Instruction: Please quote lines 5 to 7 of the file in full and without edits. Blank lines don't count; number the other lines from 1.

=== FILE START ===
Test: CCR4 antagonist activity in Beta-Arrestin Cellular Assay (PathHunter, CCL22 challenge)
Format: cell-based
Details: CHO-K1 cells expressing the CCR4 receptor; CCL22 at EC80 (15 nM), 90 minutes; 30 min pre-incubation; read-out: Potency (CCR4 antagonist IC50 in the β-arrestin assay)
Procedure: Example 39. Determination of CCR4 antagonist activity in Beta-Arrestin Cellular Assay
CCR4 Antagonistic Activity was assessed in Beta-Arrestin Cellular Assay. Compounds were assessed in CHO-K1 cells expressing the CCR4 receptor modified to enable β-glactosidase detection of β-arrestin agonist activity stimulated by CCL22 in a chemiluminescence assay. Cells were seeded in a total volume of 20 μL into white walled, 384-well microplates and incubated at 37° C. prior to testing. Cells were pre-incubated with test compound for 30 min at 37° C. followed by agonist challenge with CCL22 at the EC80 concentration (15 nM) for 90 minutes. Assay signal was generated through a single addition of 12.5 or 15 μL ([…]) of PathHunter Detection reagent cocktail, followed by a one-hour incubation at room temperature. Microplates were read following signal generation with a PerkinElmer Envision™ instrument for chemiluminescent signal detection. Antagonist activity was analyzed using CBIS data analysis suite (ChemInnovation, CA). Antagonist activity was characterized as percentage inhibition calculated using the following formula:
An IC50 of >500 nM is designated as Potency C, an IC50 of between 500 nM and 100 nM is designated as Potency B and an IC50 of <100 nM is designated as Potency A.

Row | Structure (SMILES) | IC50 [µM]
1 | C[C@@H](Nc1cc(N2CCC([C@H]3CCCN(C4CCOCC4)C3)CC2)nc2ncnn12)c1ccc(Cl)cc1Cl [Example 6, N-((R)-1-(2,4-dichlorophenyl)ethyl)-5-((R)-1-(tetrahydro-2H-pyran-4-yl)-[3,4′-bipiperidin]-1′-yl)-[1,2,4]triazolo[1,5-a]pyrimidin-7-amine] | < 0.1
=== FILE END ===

CCR4 Antagonistic Activity was assessed in Beta-Arrestin Cellular Assay. Compounds were assessed in CHO-K1 cells expressing the CCR4 receptor modified to enable β-glactosidase detection of β-arrestin agonist activity stimulated by CCL22 in a chemiluminescence assay. Cells were seeded in a total volume of 20 μL into white walled, 384-well microplates and incubated at 37° C. prior to testing. Cells were pre-incubated with test compound for 30 min at 37° C. followed by agonist challenge with CCL22 at the EC80 concentration (15 nM) for 90 minutes. Assay signal was generated through a single addition of 12.5 or 15 μL ([…]) of PathHunter Detection reagent cocktail, followed by a one-hour incubation at room temperature. Microplates were read following signal generation with a PerkinElmer Envision™ instrument for chemiluminescent signal detection. Antagonist activity was analyzed using CBIS data analysis suite (ChemInnovation, CA). Antagonist activity was characterized as percentage inhibition calculated using the following formula:
An IC50 of >500 nM is designated as Potency C, an IC50 of between 500 nM and 100 nM is designated as Potency B and an IC50 of <100 nM is designated as Potency A.

Row | Structure (SMILES) | IC50 [µM]